On 20 October 2016, Chamberlains Law Firm filed the class action for sham contracting in the Federal Court of Australia. http://appcoclassaction.com.au/
Sham contracting has become increasingly prevalent in our society and can often result in employers failing to pay their employees enforceable minimum wages. Often sham contracting is used by employers to avoid paying minimum award entitlements and other benefits that all employees are entitled to.
In Australia clear distinctions exist between employees and independent contractors. Sham contracting occurs where an individual is described as an independent contractor but the relationship between the parties is actually one of employment.
When establishing whether an individual is an employee or an independent contractor the underlying nature of the employment relationship is examined. The label describing the relationship is not determinative of the nature of the agreements: “if it looks walks and quacks like a duck, it’s a duck even if the parties have agreed to call it a rooster”.
In examining the underlying nature of the engagement, a multi-facet test should be applied to determine whether the person is carrying on a business or enterprise in an independent matter.
In determining whether a person is carrying on a business in an independent matter the following range of factors must be examined:
Work: the extent to which the type of work is consistent with an employment relationship;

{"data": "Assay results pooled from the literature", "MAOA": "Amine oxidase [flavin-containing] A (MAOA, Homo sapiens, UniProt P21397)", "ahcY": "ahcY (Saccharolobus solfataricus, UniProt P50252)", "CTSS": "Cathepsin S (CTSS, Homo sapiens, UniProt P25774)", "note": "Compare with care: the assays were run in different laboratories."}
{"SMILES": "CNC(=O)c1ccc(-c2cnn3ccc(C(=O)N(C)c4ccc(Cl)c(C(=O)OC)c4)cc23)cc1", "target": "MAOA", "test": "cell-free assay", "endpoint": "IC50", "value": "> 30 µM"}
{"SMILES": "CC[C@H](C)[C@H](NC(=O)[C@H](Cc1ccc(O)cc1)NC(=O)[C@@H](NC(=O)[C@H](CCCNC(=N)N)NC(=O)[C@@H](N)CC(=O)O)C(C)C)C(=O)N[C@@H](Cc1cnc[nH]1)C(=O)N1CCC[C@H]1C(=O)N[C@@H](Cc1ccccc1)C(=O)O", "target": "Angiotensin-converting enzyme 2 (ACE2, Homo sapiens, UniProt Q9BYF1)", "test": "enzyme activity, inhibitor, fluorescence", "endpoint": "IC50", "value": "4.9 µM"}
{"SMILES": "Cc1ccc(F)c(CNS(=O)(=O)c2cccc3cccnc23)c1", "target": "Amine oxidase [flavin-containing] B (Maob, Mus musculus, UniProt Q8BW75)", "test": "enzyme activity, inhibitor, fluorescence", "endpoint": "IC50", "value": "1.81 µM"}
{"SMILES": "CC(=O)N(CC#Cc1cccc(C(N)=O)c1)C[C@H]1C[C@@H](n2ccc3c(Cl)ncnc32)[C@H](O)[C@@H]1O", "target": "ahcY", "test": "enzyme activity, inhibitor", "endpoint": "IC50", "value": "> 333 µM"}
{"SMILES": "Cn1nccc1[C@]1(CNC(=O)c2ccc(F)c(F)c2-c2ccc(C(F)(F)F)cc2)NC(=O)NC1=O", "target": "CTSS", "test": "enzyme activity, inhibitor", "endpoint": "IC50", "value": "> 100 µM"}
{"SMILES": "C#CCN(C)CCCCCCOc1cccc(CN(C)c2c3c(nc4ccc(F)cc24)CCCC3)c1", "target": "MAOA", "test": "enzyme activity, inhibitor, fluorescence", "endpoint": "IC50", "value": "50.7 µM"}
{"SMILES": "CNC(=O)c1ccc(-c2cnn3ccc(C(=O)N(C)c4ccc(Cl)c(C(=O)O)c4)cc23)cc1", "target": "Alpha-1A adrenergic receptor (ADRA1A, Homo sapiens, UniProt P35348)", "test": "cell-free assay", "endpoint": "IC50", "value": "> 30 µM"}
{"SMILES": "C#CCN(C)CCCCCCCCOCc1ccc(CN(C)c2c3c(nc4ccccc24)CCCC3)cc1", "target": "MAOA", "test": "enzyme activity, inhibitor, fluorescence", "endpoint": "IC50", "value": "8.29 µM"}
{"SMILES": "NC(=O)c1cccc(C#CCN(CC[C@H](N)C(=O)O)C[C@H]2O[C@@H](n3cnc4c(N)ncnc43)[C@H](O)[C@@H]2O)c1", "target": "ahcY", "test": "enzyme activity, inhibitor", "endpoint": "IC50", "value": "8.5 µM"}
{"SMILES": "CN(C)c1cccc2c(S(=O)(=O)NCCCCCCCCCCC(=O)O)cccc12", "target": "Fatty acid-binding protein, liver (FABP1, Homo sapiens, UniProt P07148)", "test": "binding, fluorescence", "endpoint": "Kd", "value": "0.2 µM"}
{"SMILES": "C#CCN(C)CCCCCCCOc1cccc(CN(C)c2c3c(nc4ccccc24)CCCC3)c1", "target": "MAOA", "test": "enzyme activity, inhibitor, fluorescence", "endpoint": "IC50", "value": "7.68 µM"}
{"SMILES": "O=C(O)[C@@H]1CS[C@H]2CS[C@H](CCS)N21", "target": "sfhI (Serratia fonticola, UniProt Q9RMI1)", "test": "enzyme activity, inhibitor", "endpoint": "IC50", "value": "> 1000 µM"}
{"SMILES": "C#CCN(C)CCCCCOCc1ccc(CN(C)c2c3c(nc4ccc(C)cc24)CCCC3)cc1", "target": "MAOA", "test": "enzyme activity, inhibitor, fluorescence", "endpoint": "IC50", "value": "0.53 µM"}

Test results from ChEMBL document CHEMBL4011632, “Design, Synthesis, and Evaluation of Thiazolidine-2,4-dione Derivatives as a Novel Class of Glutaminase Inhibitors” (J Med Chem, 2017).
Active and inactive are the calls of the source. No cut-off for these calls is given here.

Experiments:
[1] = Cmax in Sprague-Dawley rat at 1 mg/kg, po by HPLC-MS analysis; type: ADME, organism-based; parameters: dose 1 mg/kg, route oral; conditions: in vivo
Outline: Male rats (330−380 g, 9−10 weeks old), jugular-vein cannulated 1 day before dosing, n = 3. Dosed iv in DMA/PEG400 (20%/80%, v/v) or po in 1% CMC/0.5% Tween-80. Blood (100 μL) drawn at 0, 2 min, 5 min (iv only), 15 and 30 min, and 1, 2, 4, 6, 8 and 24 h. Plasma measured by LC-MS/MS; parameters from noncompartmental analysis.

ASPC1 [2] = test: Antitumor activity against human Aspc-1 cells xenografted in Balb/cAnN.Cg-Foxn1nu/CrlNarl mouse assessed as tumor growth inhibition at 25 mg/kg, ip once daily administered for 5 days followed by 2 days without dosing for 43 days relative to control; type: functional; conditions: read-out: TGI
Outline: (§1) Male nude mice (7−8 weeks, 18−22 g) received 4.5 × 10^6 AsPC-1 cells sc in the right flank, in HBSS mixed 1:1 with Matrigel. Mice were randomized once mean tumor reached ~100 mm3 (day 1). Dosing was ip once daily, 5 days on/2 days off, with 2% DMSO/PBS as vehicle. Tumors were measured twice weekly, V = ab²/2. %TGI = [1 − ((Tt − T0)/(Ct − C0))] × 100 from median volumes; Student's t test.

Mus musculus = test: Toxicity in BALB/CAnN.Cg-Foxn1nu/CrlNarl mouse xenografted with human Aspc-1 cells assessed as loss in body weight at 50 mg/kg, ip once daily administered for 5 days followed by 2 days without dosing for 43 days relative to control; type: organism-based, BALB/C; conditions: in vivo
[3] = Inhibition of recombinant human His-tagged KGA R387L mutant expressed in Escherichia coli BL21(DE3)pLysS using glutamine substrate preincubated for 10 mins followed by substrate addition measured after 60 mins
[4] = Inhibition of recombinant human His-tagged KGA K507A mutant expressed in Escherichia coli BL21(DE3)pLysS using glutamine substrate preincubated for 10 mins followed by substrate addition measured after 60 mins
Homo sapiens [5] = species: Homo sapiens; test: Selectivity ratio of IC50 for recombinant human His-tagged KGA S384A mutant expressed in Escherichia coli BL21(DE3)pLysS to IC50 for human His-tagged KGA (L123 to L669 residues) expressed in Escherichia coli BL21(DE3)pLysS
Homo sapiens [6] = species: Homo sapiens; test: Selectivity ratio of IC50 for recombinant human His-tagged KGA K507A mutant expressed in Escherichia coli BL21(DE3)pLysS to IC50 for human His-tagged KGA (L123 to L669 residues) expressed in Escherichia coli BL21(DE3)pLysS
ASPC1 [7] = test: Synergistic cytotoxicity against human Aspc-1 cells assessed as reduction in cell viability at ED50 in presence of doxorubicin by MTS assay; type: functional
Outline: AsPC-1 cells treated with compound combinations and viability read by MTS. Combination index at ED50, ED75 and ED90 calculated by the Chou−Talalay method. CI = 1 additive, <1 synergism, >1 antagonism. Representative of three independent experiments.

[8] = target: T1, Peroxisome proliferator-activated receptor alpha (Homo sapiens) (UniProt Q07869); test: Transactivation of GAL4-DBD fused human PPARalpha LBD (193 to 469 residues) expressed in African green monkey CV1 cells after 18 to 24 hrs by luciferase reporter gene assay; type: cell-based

Control: the extent to which the principal controls how workers perform their work;
Payment: the extent to which the method of payment is consistent with an employment relationship;
Enterprise: the extent to which the worker appears to be carrying on a business or enterprise; and
Independence: the extent to which the workers are an extension of someone else’s business without an independent business of their own.
Further criteria for establishing the difference between an employee and a contractor can be found at: https://www.fairwork.gov.au/how-we-will-help/templates-and-guides/fact-sheets/rights-and-obligations/contractors-and-employees-whats-the-difference
Where a relationship is found to be one of employment rather than a contractor agreement, the employee has a right to bring a claim for underpayment of wages and entitlements, compensation and for penalties against the employer.
If you believe that you may be a victim of sham contracting, please contact Chamberlains Law Firm by calling (02) 6215 9100 or email [email protected]